Blue Plate Special: Decision to open bakery/eatery in Shelburne Falls started with a sign

  • Gretchen Gerstner, owner of BAKED, makes classic oatmeal raisin cookies at her business in Shelburne Falls. Recorder Staff/Paul Franz

  • Gerstner’s BAKED occupies what was formerly a glassblowing studio. Recorder Staff/Paul Franz

  • Gretchen Gerstner takes us through making cookies at BAKED in Shelburne Falls. Recorder Staff/Paul Franz

  • Classic oatmeal raisin cookies shown at BAKED. Try making them yourself using the recipe in today’s column. Recorder Staff/Paul Franz

  • Gretchen Gerstner has opened a new bake shop and restaurant called BAKED in Shelburne Falls. Recorder Staff/Paul Franz

For The Recorder
Tuesday, June 13, 2017

It’s hard to believe that BAKED is a brand-new enterprise. Photographer Paul Franz and I visited the bakery-cum-restaurant on Deerfield Avenue in Shelburne Falls in early June, just three days after its dining room opened. The bakery section of the enterprise had already been open for a whopping 11 days.

Tourists and locals were lined up at the counter to order sweets, lunch items and coffee. BAKED’s employees seemed at home dealing with the crowd and churning out the baked goods and sandwiches that were flying off the shelves. In short, the atmosphere was busy but calm.

Much of that calm stemmed from the woman behind BAKED — Gretchen Gerstner of Ashfield. A native of Canandaigua, N.Y., Gerstner told me that she has baked all her life. She began by preparing cakes out of a Betty Crocker cookbook and cutting holes in the bottom of plastic bags to pipe icing into pleasing shapes.

“I can only straw a stick figure,” she confessed, “but if you give me a bag of frosting, I can make a person or a dog or anything.”

Gerstner grew up making birthday cakes for members of her large family. Those cakes drew the admiration of guests at family birthday parties, who began ordering cakes from the young baker.

“By the time I was 15, I had a little cake business. I’ve always done it and always liked it,” she explained.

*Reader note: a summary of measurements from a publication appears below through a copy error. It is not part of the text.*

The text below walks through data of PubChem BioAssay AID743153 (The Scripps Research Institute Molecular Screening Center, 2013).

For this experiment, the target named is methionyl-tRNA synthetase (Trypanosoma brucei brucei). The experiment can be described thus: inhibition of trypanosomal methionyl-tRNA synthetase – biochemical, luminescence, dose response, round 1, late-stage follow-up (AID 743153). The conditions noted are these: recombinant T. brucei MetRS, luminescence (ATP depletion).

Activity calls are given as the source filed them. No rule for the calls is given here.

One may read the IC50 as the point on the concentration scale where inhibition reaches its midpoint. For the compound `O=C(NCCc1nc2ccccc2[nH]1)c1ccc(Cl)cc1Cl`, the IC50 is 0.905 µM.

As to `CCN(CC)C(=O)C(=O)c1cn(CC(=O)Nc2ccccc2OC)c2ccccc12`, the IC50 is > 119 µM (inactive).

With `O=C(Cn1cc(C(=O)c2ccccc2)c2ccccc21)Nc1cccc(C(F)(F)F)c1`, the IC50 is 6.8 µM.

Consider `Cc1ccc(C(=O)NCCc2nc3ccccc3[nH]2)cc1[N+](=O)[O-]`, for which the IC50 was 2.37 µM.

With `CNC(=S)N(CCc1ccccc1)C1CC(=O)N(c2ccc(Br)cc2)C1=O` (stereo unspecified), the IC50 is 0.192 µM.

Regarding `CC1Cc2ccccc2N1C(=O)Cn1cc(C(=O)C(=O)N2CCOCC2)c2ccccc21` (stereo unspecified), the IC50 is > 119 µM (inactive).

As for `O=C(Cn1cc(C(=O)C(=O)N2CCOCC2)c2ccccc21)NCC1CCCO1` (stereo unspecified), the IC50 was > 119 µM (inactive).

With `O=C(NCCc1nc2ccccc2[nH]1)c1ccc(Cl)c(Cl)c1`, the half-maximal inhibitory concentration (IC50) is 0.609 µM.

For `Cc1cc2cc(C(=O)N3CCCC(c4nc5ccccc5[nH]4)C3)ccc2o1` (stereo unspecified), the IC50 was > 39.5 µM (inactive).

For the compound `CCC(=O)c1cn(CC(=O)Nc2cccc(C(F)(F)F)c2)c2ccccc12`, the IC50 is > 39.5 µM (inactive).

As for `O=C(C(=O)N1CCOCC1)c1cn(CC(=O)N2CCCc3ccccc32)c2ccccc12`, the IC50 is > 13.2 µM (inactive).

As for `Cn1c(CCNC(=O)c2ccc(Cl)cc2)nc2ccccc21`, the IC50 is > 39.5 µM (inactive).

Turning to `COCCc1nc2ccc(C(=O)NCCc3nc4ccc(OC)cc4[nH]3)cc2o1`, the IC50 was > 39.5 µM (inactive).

After trying to study interior design in college for a few months, Gerstner gave in to her love of baking and turned her culinary skills into a career. Before she was 30, she had her own restaurant and bakery in New York.

She first visited Franklin County to stay with her sister, also a baker, who lived in Shelburne Falls for many years. Although that sister eventually left the area, Shelburne Falls stayed in Gerstner’s memory.

When her children grew up and she closed her restaurant in New York, she decided to relocate to our area. She has lived in Ashfield for eight years and serves as a police officer in that town. “I went to the Academy when I was 50,” she noted proudly.

Gerstner has been thinking about starting her own bakery in the area for some time. She originally hoped to open her business in the building that houses Salmon Falls Artisans Showroom.

“After the third meeting, I realized that with all the weddings and stuff we do, the space wasn’t really big enough,” she recalled. Gerstner and her architect came out of that meeting discouraged and stood gazing across the Deerfield River.

“I looked down here and I said, ‘Does that say Berkshire Bakery on the back of that building? Why aren’t we over there?’” she remembered.

“Over there” was the building BAKED now occupies, formerly a glassblowing studio. The architect got in touch with the building’s owner, Kathy Young, and arranged for a lease.

Gerstner and her business partner, Mike Skalski, worked for more than 14 months on renovations to create the open, cheerful space that became BAKED.

BAKED offers baked goods, both sweet and savory, all-day breakfasts, lunches, and early dinners. It is open daily from 6:30 a.m. to 6:30 p.m., although those hours may expand. The restaurant has a beer-and-wine license.

Ironically, Gerstner eventually found out that her building did not originally house a bakery: it was an automotive repair shop and the “Berkshire Bakery” sign was an advertisement aimed at railroad passengers traveling through town.

Nevertheless, she clearly thinks the message on the building was a sign in more ways than one. Gerstner hopes to restore the advertisement soon. Meanwhile, she is building her business steadily.

“We’re just adding stuff as we go,” Gerstner told me. “Every day we try to make it easier and better than the day before.”

BAKED classic oatmeal raisin cookies

Not surprisingly, BAKED offers a lot of cookies. Gerstner loves old-fashioned recipes, so she chose to make these classic treats for Paul Franz and me when we stopped by the bakery.


1 to ¼ cups salted butter

½ cup sugar

1 cup brown sugar

1 to ½ teaspoons vanilla

2 eggs

1 teaspoon baking soda

½ teaspoon salt

3 cups oats

2 cups flour

2 cups raisins


Preheat the oven to 350 degrees. Line cookie sheets with parchment or silicone mats.

Cream together the butter, sugars and vanilla. Beat in the eggs, baking soda and salt. Add the oats, flour and raisins. Mix well.

“I don’t like messes so I put my towel on top of my bowl when I mix in the flour,” explained Gerstner.

Use a 3-ounce ice cream scoop to plop overflowing rounds of dough onto the prepared cookie sheets. Bake the cookies for 17 minutes (a bit longer if you like them crispy). Makes 17 large cookies.

Food writer Tinky Weisblat of Hawley is the author of “The Pudding Hollow Cookbook” and “Pulling Taffy.” For more information about Tinky, visit: www.TinkyCooks.com.